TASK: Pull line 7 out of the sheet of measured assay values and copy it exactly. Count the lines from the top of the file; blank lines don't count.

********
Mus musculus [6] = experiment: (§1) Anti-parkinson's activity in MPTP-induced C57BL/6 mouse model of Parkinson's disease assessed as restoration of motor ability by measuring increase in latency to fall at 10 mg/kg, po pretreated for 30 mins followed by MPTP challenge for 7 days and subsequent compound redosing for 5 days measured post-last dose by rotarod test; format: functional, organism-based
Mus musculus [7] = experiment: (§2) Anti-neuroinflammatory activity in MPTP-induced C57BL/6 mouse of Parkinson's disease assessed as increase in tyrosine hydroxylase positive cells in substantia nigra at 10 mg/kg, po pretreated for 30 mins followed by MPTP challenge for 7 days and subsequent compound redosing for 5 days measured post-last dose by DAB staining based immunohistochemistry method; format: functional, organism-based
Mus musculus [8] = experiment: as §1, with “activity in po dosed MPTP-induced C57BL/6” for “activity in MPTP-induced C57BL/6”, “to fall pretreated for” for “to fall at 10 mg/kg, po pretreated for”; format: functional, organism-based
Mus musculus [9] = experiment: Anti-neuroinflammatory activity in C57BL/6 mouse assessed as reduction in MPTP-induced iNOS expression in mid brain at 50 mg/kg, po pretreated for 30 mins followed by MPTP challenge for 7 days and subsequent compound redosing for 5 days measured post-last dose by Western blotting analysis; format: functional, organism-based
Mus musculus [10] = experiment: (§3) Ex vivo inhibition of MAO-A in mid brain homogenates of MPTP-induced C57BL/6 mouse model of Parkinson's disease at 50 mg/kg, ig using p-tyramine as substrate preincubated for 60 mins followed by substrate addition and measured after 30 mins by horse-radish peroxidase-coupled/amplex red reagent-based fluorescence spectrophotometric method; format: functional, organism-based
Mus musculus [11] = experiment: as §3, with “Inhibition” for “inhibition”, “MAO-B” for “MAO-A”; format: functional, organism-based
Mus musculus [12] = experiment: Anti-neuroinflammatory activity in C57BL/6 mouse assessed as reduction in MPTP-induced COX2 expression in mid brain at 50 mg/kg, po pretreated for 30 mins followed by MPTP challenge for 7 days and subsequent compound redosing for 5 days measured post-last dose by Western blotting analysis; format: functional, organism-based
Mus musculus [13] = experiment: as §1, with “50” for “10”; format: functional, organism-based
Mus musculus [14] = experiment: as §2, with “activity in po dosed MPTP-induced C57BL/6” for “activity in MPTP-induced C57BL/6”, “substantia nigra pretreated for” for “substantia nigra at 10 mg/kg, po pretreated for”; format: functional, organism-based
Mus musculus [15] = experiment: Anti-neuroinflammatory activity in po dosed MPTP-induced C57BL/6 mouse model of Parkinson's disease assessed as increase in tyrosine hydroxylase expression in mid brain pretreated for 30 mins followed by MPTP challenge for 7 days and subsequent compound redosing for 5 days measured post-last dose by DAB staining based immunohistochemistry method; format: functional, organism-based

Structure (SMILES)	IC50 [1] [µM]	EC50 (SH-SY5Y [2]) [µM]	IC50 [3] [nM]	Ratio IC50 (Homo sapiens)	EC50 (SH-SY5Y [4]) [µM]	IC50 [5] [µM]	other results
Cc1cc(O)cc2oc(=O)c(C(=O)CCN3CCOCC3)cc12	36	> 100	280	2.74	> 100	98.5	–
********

Mus musculus [12] = experiment: Anti-neuroinflammatory activity in C57BL/6 mouse assessed as reduction in MPTP-induced COX2 expression in mid brain at 50 mg/kg, po pretreated for 30 mins followed by MPTP challenge for 7 days and subsequent compound redosing for 5 days measured post-last dose by Western blotting analysis; format: functional, organism-based